Their youngest son, John ’19, has been part of the Fordham Prep soccer program since his freshman year. He is also the webmaster of the Key Club. “Our three sons have really enjoyed being on sports team and the clubs at Fordham Prep,” Joe states.
With the experience their sons have had at Fordham Prep, the Dziwuras felt it was only natural to give back to the school through the Fordham Prep Annual Fund. They have contributed every year since Joey’s freshman year in 2009.
AnitaRose explains: “It is very important to give back. Both of us did not come from wealthy or privileged backgrounds. We worked hard and appreciated the Jesuit education we received. We have also emphasized the importance of education to our sons, and we want to help others have that same experience.”
Joe agrees. “Regarding the Jesuits and education, I can’t even begin to speak about how much I have received from them, starting from my time at Campion. The friendships and bonds I had made 40 years ago cannot be replicated for replaced. I keep in touch with my classmates and the Jesuits from my schools. The Jesuits and faculty are friends of mine and the relationship goes back decades. I still make a point to talk to and visit with my former high school teachers and Jesuits that I met in high school because of the relationship we had then. The Jesuits were unselfish and generous with their time, so giving back to Jesuit education is very important to me and my wife.”
“The Fordham Prep teachers and the campus ministry departments were instrumental in forming my sons into good young men,” Anita mentions. “The teachers have set an excellent example by teaching boys to become responsible men with a purpose and sense of integrity. Character development is so important when talking about giving back.”
“And this goes back to instilling Ignatian pedagogy and tradition into the faculty. The lay faculty have to do the job the Jesuits once did,” adds Joe.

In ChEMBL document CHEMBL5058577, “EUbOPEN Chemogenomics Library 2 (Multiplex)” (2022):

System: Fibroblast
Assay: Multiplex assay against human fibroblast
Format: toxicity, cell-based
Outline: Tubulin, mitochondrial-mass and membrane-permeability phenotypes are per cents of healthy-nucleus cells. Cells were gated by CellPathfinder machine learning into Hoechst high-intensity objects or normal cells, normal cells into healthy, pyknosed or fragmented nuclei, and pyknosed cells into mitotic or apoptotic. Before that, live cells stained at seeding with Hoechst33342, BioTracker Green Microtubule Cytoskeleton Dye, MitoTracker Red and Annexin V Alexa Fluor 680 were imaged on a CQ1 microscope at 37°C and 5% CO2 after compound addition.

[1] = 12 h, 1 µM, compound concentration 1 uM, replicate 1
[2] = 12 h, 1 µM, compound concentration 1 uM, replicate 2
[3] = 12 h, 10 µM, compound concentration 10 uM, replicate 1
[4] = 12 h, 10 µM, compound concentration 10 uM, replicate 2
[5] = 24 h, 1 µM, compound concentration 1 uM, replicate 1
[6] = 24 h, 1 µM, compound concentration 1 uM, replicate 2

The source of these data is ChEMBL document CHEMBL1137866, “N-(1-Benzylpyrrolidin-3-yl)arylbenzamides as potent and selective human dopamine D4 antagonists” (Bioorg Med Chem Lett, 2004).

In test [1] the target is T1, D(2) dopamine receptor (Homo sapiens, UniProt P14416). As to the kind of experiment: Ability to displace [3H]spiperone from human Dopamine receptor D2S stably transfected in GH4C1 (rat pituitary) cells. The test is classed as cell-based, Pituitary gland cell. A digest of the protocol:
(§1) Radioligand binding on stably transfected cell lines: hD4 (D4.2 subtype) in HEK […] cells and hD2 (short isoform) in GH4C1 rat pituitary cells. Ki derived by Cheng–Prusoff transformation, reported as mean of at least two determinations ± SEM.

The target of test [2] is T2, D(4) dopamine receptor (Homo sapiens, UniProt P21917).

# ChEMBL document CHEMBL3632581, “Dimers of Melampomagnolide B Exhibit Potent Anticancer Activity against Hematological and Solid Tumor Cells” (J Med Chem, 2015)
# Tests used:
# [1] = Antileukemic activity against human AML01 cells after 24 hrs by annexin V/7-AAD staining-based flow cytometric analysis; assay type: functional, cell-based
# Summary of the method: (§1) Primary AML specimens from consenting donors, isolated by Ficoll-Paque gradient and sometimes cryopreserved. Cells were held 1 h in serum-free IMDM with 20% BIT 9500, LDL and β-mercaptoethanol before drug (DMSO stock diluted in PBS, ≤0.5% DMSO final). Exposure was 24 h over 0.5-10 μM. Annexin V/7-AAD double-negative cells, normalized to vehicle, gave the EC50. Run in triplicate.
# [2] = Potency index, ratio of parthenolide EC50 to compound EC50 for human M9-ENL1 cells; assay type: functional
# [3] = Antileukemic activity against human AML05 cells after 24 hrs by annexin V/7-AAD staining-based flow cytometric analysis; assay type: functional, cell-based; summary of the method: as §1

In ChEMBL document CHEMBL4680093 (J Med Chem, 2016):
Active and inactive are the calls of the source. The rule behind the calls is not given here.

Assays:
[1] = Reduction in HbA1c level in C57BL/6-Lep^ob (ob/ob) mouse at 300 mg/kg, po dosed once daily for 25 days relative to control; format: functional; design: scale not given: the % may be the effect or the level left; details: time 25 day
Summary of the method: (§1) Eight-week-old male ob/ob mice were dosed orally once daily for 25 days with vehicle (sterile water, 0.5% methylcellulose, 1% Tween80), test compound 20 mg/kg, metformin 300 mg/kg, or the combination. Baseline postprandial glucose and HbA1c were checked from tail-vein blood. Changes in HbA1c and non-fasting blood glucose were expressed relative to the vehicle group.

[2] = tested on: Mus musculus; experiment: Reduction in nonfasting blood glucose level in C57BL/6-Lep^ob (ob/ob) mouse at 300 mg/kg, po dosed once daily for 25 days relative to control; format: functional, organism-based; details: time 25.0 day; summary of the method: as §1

“When I go to Fordham Prep and I see the teachers and the relationships they have with students, it reminds me of the young Jesuits who taught me in high school. Because of that, I have a very strong bond with Fordham Prep just as I do with my high schools. I see my kids establishing the same bonds,” Joe says.
“Academically, Fordham Prep has prepared my sons extremely well. When Joey was a freshman at Lehigh, he helped his classmates in math and science, and it struck me that the background and the education he received at Fordham Prep allowed him to tutor other engineering students.” For the Dziwuras, their Fordham Prep experience has given them and their sons much in faith, scholarship and service. In their minds, giving back is the least they can do.
“Fordham Prep has been a formative mechanism for every boy who attends the school. High school years are so important, and it makes an impact on their character for the rest of their lives. High school is when you start thinking about the more important matters in life. You want to have kids in a good place during those years, and in a place that wants the best for them,” Joe states.
The Dziwuras end with this: “It’s important to provide opportunity for current as well as future Fordham Prep students. We owe a lot to the Jesuits and the Jesuit community.”